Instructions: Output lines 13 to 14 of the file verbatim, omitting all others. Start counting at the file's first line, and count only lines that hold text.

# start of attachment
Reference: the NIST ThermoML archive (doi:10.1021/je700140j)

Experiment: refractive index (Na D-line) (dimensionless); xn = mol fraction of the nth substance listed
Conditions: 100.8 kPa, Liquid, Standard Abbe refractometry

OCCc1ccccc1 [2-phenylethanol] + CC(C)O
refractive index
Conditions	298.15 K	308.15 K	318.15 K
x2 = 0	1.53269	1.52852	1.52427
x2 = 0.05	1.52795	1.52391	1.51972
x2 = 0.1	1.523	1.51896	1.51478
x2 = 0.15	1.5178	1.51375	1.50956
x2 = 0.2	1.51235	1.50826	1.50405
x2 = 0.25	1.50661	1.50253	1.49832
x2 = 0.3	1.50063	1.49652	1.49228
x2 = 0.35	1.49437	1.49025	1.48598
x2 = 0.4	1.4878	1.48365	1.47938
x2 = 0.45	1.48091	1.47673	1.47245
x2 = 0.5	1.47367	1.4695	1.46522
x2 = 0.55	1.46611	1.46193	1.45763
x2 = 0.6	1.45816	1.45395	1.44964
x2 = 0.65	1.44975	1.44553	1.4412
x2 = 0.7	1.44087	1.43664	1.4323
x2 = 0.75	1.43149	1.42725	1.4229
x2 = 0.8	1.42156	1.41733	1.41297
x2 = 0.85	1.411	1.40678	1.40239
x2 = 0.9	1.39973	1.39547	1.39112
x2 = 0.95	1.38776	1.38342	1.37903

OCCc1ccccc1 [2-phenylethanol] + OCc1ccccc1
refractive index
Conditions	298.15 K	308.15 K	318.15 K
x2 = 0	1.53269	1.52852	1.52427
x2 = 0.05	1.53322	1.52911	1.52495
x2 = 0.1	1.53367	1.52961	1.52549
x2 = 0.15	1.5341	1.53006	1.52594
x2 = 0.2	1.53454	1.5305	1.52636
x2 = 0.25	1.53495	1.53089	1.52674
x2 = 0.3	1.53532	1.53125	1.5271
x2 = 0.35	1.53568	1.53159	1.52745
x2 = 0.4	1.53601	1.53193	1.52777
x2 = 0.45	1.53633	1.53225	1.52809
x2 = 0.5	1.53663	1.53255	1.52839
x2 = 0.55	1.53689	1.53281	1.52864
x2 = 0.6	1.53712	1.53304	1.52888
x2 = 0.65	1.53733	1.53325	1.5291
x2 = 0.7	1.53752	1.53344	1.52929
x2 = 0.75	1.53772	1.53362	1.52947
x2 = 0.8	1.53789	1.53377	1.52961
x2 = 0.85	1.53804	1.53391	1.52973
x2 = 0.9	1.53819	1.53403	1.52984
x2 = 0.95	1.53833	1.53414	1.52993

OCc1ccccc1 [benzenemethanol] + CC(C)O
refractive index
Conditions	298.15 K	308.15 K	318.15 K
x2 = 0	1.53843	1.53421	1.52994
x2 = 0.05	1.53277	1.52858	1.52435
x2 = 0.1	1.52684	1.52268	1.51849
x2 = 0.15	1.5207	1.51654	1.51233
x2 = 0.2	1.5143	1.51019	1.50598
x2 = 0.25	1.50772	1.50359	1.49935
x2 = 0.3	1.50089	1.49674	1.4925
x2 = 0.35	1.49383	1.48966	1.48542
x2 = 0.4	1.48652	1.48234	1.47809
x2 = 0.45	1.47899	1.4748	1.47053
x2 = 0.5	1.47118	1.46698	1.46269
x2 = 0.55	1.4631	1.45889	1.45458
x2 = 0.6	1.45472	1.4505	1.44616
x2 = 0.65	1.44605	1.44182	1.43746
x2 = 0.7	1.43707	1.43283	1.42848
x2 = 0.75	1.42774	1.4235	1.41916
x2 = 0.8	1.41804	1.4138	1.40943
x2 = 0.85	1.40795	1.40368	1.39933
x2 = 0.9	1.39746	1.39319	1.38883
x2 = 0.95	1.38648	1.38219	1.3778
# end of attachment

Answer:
x2 = 0.3	1.50063	1.49652	1.49228
x2 = 0.35	1.49437	1.49025	1.48598